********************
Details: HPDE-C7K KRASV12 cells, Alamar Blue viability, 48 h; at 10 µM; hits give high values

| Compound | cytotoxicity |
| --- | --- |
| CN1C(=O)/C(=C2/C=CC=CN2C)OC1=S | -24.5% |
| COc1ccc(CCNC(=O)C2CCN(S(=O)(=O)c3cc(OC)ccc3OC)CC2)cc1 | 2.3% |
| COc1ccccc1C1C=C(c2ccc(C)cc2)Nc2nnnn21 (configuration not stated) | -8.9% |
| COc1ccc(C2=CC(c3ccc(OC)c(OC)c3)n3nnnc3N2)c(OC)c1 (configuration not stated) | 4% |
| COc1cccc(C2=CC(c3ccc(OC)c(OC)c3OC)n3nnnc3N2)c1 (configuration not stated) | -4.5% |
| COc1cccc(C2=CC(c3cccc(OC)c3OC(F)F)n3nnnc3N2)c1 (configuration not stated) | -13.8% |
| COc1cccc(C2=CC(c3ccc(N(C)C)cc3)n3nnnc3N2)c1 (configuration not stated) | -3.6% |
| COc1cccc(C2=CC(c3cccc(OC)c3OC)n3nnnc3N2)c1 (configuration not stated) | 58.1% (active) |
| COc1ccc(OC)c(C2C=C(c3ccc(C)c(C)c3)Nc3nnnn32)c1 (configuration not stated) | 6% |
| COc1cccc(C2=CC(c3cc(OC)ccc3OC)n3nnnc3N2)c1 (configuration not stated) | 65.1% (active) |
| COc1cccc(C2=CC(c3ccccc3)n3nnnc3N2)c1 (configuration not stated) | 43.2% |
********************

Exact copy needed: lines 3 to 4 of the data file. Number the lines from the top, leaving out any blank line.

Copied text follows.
| --- | --- |
| CN1C(=O)/C(=C2/C=CC=CN2C)OC1=S | -24.5% |